Regional variation and the effect of lake: River area on sex distribution of American eels

  • Oliveira K
  • McCleave J
  • Wippelhauser G
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Abstract

Silver phase American eels, Anguilla rostrata, were collected while migrating from five rivers in Maine, U.S.A. Sex ratios varied from 49 to 98% male for these rivers and had a range of 46% over a 30 km distance between the mouths of three rivers. The proportion of male eels was inversely related to the amount of lacustrine habitat in the five drainage areas (r= -0·95, P=0·014). A combination of these sex ratios and published data from two Nova Scotia rivers showed large variation in the proportion of male eels within 1° of latitude. Thus, the hypothesis from the literature that the distribution of the sexes is dependent upon distance of larval transport was not supported. Eels migrating from lacustrine habitats within a river were predominately female, while eels migrating from fluvial habitats were predominately male, regardless of upstream distance. Apparently river habitat influences the distribution of the sexes and may play a role in sex determination. © 2001 The Fisheries Society of the British Isles.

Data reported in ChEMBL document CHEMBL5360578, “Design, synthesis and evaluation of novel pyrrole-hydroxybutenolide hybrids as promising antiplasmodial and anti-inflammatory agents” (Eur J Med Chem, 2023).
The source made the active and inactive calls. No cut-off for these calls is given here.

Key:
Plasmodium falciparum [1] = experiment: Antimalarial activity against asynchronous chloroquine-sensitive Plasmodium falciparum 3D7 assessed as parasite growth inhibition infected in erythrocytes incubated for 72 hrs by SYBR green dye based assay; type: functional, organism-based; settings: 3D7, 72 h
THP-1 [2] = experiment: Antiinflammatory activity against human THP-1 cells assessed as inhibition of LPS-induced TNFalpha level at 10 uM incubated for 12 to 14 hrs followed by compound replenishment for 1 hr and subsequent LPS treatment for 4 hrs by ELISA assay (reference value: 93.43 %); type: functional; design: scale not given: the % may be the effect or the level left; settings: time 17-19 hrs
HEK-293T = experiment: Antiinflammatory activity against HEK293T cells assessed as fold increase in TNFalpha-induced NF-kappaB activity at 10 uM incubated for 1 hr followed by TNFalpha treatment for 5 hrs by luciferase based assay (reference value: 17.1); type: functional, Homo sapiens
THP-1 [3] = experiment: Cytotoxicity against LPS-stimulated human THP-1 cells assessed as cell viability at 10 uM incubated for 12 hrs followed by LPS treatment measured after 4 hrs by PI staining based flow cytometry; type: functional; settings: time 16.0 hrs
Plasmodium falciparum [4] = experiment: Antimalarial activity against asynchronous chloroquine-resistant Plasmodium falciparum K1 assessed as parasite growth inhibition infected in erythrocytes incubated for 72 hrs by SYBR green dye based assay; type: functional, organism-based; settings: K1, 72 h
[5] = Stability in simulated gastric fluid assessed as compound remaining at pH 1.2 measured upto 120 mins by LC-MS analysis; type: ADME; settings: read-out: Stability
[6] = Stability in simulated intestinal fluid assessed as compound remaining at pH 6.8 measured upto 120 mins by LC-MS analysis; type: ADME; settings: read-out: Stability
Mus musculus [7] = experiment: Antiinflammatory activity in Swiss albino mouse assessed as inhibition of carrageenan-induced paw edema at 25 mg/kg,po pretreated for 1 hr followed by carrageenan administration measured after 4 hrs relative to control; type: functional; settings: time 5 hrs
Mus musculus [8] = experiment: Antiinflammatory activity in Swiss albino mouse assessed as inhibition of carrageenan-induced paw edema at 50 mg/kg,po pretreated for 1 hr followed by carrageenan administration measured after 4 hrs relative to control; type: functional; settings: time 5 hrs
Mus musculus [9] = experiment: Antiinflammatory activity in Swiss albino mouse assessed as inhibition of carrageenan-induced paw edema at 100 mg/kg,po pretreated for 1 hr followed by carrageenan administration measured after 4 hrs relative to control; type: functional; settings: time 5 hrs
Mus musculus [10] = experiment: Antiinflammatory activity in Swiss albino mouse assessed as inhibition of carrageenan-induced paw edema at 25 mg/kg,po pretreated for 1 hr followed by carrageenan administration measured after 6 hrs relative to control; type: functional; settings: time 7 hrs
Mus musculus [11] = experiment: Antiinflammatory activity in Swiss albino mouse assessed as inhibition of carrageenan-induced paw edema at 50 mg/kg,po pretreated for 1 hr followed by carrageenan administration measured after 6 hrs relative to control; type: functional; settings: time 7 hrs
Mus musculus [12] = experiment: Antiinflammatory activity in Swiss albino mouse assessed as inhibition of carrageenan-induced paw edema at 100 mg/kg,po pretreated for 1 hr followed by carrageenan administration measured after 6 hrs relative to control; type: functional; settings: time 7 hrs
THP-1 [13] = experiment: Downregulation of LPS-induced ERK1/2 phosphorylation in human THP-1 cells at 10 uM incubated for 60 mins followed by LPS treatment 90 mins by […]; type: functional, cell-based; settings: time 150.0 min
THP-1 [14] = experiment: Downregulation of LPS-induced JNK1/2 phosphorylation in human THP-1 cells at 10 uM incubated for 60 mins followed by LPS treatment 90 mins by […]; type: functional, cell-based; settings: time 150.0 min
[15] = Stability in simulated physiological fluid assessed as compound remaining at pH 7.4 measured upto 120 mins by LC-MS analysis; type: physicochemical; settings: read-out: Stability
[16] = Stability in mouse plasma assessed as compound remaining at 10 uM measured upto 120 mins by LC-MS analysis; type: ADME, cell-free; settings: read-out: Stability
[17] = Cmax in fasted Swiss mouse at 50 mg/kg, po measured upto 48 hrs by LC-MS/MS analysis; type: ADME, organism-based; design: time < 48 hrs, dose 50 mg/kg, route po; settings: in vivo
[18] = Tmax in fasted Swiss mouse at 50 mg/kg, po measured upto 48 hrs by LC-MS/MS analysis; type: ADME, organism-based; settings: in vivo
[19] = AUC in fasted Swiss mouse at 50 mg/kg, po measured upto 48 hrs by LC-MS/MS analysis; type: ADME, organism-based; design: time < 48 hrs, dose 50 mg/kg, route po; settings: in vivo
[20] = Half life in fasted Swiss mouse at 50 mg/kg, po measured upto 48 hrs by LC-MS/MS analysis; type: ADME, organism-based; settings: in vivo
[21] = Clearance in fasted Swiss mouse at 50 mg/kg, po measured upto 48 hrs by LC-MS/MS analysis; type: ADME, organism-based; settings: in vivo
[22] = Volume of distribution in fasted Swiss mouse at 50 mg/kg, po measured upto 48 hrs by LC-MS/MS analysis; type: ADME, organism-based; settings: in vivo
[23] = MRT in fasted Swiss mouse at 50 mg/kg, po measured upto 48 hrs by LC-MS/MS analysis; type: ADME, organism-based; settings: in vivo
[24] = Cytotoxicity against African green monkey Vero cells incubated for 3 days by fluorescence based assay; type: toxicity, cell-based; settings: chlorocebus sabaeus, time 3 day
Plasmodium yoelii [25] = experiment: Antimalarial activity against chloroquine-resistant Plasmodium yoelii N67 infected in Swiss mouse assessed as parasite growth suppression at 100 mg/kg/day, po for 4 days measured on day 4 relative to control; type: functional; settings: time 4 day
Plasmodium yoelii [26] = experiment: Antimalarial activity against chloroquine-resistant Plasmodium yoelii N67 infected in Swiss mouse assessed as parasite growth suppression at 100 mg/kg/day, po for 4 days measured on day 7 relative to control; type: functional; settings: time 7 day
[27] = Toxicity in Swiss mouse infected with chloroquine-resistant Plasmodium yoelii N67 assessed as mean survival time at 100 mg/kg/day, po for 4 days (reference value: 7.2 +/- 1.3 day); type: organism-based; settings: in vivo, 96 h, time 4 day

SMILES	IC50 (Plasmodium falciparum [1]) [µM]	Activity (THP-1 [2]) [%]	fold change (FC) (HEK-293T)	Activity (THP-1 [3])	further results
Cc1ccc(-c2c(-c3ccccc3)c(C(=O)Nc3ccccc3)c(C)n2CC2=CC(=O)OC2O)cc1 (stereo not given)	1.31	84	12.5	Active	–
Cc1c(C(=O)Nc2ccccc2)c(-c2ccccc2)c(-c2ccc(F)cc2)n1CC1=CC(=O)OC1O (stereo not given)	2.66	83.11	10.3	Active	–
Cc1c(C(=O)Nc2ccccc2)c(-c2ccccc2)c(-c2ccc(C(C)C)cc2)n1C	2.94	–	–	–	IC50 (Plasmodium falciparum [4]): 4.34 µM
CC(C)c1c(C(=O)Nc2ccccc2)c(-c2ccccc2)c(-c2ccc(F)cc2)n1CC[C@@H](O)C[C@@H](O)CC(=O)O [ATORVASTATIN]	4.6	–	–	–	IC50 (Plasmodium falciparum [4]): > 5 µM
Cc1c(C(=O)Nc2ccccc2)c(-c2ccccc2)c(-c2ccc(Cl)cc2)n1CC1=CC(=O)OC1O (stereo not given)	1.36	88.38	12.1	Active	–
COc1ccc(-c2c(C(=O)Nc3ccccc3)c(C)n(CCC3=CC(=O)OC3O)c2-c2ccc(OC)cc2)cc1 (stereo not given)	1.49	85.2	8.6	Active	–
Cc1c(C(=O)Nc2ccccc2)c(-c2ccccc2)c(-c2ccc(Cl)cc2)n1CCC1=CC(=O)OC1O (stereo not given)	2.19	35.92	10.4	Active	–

Author-supplied keywords

  • Sex determination
  • Sex differentiation
  • Sex ratio
  • Silver eel

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Authors

  • K. Oliveira

  • J. D. McCleave

  • G. S. Wippelhauser

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